MICHAEL PURETZ—Sports betting in Florida is complicated. In April 2021, Florida Governor Ron DeSantis signed a gambling compact with the Seminole Indian Tribe that opened the door for legalized sports betting in the state, giving the Seminoles sole sportsbook operator privileges. At that time, without this compact, sports betting was considered illegal in Florida.
Without a formal announcement, Hard Rock released the Hard Rock Sportsbook to the public on November 1, 2021, which did not last long as the Seminole Tribe suspended all sports betting through its app after a federal appellate court upheld a lower court ruling that found the gaming compact violated the Indian Gaming Regulatory Act.
The tribe argued that there were benefits to allowing Sportsbook to continue even though it could be deemed illegal under the Indian Gaming Regulatory Act. These benefits included the creation of hundreds of jobs and two $37.5 million revenue-sharing payments made to the state. The tribe further argued that failure to let Sportsbook continue would cause “irreparable harm” to the Seminole Tribe, including the loss of $25 million that was spent developing the app.
Another route to get sports betting legalized in Florida was through the Florida Casino Gaming Expansion Initiative. This initiative would have appeared on Florida’s 2022 midterm election ballot. Passing the initiative would allow the state to generate roughly $350 million in tax revenue, with $247 million expected to be directed to the Florida Department of Education’s Educational Enhancement Trust Fund. It would also circumvent the state’s compact with the Seminoles and expand Florida’s sports betting to more than just the Seminoles.
There was a lot of money spent on both sides of this initiative. Groups in favor included Florida Voters In Charge, a Las Vegas Sands-backed group, and Florida Education Champions, a FanDuel and DraftKings-backed group. FanDuel and DraftKings combined spent more than $37 million supporting the initiative. Against the initiative was Standing Up For Florida, backed by the Seminoles who did not want to see multiple sports betting operators enter the state. The Seminoles spent over $10 million to try to shut down the initiative.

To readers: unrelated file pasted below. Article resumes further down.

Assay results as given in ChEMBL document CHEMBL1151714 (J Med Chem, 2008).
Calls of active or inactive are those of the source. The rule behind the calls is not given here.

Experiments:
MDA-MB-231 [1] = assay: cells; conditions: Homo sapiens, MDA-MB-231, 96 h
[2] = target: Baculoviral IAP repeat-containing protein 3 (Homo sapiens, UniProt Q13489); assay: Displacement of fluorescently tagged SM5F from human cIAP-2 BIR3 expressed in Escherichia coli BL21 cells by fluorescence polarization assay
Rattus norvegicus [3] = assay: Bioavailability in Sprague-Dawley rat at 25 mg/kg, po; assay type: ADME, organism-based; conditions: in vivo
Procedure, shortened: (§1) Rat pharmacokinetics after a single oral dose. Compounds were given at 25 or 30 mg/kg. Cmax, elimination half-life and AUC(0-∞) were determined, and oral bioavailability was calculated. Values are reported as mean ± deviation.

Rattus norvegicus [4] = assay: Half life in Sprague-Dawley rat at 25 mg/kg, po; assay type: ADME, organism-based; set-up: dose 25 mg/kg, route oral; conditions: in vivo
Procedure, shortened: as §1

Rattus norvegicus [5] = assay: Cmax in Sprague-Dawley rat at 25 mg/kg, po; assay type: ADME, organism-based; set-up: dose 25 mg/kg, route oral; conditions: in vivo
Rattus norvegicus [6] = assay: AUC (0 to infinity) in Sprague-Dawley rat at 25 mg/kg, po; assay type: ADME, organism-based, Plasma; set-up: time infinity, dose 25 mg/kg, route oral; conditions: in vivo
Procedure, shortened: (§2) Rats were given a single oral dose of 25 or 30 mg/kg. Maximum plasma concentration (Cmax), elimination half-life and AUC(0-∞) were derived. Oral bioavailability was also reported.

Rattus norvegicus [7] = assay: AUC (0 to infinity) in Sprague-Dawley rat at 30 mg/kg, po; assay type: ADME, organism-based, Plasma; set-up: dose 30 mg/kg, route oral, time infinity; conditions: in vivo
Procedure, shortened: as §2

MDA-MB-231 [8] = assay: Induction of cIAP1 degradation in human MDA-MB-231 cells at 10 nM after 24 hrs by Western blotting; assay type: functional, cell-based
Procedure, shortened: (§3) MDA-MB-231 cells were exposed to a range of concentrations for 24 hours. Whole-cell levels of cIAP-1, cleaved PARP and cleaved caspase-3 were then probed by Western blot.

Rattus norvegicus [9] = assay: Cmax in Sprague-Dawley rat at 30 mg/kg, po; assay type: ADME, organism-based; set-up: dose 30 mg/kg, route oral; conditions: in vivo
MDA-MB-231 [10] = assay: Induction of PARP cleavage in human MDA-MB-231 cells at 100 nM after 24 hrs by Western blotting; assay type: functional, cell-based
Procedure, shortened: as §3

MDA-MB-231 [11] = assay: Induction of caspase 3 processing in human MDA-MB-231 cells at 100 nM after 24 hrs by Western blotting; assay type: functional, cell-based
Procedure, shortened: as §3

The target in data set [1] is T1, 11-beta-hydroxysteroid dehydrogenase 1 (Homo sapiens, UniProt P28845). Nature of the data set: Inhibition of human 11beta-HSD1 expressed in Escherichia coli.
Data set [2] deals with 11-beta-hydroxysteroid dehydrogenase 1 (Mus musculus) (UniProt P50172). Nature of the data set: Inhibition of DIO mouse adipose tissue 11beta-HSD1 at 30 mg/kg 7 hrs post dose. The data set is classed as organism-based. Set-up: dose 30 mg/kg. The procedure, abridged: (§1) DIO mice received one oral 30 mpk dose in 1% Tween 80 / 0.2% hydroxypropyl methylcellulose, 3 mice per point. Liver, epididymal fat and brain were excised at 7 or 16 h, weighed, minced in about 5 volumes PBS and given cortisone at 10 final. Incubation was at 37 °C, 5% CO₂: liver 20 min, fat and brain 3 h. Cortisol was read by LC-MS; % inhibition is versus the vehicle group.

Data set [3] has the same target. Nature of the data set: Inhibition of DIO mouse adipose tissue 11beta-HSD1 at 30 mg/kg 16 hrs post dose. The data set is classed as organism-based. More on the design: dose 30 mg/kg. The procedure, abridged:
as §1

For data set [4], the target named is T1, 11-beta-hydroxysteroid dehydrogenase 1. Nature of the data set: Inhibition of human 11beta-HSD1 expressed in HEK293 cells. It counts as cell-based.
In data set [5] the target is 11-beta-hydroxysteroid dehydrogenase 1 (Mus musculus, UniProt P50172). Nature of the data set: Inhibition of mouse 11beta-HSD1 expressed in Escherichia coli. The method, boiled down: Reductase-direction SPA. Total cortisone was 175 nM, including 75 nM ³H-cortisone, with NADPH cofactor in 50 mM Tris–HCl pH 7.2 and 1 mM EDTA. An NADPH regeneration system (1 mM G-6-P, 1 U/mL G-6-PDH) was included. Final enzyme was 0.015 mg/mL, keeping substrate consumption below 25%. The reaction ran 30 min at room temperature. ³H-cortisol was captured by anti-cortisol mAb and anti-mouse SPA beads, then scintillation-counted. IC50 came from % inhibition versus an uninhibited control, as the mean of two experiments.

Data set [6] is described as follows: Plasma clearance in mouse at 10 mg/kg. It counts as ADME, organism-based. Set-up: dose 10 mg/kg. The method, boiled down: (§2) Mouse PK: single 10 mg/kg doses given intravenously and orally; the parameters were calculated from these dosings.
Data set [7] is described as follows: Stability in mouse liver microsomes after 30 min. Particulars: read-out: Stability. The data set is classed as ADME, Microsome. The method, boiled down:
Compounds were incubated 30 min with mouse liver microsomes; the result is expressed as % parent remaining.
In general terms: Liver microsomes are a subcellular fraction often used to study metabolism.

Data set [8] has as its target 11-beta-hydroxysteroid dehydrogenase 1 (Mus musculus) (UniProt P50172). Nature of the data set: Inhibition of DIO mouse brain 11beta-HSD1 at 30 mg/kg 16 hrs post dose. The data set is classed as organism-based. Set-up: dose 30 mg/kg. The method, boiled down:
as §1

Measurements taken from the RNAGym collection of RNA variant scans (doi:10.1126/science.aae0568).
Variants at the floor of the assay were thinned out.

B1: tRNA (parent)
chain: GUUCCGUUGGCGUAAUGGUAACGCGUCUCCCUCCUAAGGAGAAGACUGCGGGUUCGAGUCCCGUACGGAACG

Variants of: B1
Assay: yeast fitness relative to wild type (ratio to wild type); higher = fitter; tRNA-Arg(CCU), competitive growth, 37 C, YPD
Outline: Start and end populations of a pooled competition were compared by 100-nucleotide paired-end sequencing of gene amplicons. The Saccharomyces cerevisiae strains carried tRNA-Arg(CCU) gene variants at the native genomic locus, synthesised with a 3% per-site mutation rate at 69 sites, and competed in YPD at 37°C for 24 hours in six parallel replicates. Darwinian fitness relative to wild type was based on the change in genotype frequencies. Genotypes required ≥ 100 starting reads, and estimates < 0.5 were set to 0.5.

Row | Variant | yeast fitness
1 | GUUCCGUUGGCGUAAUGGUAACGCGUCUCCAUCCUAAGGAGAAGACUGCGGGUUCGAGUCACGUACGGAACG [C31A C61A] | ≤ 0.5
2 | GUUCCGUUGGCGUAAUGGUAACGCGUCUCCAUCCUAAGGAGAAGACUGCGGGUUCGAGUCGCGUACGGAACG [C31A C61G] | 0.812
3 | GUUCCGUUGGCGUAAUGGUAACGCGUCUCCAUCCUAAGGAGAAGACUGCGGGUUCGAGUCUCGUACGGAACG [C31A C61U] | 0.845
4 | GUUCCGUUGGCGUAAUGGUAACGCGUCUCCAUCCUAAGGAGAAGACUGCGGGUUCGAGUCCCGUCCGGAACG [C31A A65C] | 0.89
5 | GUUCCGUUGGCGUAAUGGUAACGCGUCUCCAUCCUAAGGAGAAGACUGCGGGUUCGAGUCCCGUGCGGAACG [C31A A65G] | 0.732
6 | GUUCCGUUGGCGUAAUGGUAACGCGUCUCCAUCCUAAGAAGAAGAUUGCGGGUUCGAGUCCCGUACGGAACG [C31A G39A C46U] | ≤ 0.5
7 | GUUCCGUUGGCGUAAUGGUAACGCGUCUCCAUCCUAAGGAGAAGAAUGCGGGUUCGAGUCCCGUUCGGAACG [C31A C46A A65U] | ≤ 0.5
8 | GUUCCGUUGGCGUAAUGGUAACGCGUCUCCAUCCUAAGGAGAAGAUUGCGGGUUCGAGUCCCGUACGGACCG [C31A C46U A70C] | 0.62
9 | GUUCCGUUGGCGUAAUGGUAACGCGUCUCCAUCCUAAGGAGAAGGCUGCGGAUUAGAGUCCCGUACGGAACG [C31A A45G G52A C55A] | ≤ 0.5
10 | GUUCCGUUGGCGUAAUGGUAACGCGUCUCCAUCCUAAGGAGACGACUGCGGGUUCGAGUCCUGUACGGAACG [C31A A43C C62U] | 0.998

To get on the ballot, the initiative required approximately 892,000 signatures, and leading up to the signature deadline of February 1, 2022, sportsbook operators, such as DraftKings, offered incentives to Floridians to place the initiative on the ballot. High-profile individuals in support of the initiative took to social media to raise awareness, like Barstool CEO Dave Portnoy, who posted a two-minute video on Twitter with details for registered voters to “save sports gambling in Florida.”
However, the petition failed to meet the signature requirements by the deadline receiving approximately 720,000 of the 892,000 signatures needed statewide and only meeting the threshold in five of Florida’s twenty-seven districts. Florida Education Champions’ spokesperson Christina Johnson stated, “[w]hile pursuing our mission to add sports betting to the ballot, we ran into some serious challenges, but most of all, the COVID-19 surge decimated our operations and ability to collect in-person signatures.”
Following this failed attempt, there are now only two routes to legalized sports betting in Florida. First, if the Seminoles, with the help of the Department of the Interior, successfully convince the court to overturn the decision that brought the Hard Rock Sportsbook app to a crumbling halt. Second, if proponents of the Florida Casino Gaming Expansion Initiative can get a similar initiative on the ballot again in 2024. At this time, it is unclear whether the same groups will pursue this measure to open Florida to multiple sportsbook operations.
This fight comes down to maintaining control versus opening the state to free competition in the sports betting arena. The Seminoles want to have exclusive control and rights, while other operators, such as DraftKings and FanDuel, want the opportunity to compete with one another to generate massive revenue for the state. It is unclear who will prevail, but this discourse laid the groundwork for the future of sports betting for Floridians and operators alike.